Three years after the first photo of a supermassive black hole, named M87* (1), the Event Horizon Telescope (EHT) does it again, but this time with a much closer giant. The international project, supported by Europe and which brings together hundreds of astrophysicists, unveiled on Thursday May 12 a snapshot of Sagittarius A* (2), the black hole at the center of the Milky Way, our galaxy.
→ REREAD. James Webb Space Telescope now sees clearly
This is the first image of this cosmic titan, and the first irrefutable proof that the heart of our galaxy is indeed home to a black hole. The data collected will provide valuable insight into the functioning of these celestial objects, which are thought to also occupy the center of most other galaxies.
A Franco-German telescope put to use
Among the eight observatories used to photograph Sagittarius A* is that of the Institut de radioastronomie millimètre (Iram), founded by the National Center for Scientific Research (CNRS) and the Max-Planck-Gesellschaft in 1979. Its 30-meter telescope , located near Granada, is the one that provided the most accurate images.
To get a photograph of the black hole, the EHT observed it for several nights, collecting data for long hours. “By definition, a black hole emits nothing and especially no light”, recalls Alain Riazuelo, astrophysicist at the Institute of Astrophysics in Paris. On the shots, we can therefore only distinguish a black shadow, which stands out in the middle of a brilliant cluster. This cluster corresponds to the accretion disk, that is to say the heated matter being swallowed up by the black hole in the middle.
→ EXPLANATION. First detection of a collision between a black hole and a neutron star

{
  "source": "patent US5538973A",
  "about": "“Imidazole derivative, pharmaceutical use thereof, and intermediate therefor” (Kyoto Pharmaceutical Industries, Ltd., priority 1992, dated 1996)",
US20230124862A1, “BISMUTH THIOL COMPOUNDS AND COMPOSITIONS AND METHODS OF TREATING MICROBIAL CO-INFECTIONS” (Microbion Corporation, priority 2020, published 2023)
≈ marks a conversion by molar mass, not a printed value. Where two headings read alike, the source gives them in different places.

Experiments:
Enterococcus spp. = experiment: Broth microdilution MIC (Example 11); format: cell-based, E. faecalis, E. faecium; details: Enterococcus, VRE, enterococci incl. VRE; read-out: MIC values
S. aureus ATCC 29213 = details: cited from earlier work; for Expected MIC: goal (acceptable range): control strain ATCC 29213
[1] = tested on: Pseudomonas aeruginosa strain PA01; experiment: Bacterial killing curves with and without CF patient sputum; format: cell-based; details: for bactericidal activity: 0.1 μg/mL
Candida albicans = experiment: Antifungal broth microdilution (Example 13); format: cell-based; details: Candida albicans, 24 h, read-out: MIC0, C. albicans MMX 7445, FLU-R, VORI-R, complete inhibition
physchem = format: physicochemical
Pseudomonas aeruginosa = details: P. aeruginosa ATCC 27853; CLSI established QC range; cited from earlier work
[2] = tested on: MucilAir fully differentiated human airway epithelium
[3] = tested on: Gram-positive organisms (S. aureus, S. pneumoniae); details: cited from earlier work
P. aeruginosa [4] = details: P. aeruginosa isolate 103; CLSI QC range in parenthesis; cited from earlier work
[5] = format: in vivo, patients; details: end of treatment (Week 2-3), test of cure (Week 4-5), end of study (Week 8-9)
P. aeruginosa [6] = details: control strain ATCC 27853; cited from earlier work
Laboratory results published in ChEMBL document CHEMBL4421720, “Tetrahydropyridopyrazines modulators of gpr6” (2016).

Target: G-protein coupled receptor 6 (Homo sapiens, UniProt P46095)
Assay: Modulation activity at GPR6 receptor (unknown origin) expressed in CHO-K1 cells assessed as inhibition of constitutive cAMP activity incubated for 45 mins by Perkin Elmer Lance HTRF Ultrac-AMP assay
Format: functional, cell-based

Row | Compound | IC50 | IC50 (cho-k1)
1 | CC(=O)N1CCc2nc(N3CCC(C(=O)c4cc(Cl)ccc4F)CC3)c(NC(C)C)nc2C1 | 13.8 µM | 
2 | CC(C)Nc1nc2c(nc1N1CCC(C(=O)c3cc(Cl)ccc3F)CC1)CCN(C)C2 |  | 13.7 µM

The challenge was getting a sharp image, as the gases circulating around Sagittarius A* travel at the speed of light and circle the giant in minutes. Also, this black hole is located 27,000 light-years from Earth. In the sky, it is no more visible than a donut placed on the surface of the Moon.
Origin of galaxies
The images obtained will make it possible to study the behavior of gas around a supermassive black hole, a process which could play a key role in the formation of galaxies. Scientists now have data on a small supermassive black hole, ours, and on a heavyweight in its class, M87*, which will also allow them to analyze how gravity behaves in extreme environments.
The detection of a radio signal from the center of the Milky Way dates back to the 1930s, but it took until 1974 to determine the exact source of these waves, thanks to the work of Americans Bruce Balick and Robert Brown. Since then, this radio source has been considered a black hole. The Nobel Prize in Physics was also awarded in 2020 to the American Andrea Ghez and the German Reinhard Genzel, who both separately highlighted it.
6.5 billion times more massive than the Sun
Objects still very poorly understood, black holes represent a very large mass in a very small volume. A bit like compacting the Sun in a house. There are two types of black holes: those called “stellar”, the most numerous in the universe, which form when a star dies and collapses on itself; and those called “supermassive”, which are found in the center of galaxies and which are much larger.
“Many questions still surround the formation of these supermassive black holes, some of which are very old,” recognizes Alain Riazuelo. Stellar black holes are too small to be imaged, unlike supermassive ones, even if the operation remains complicated.
→ EXPLANATION. For the first time, we “saw” a black hole
On the image published in April 2019, which represents the black hole M87 * in the center of the galaxy of the same name, we see a kind of golden ring, the accretion disk. “Inside, the black hole is very large, about 6.5 billion times more massive than our Sun,” recalls Alain Riazuelo. In comparison, Sagittarius A* has a mass which is “only” 4 million times that of the Sun, itself 333,000 times more massive than the Earth.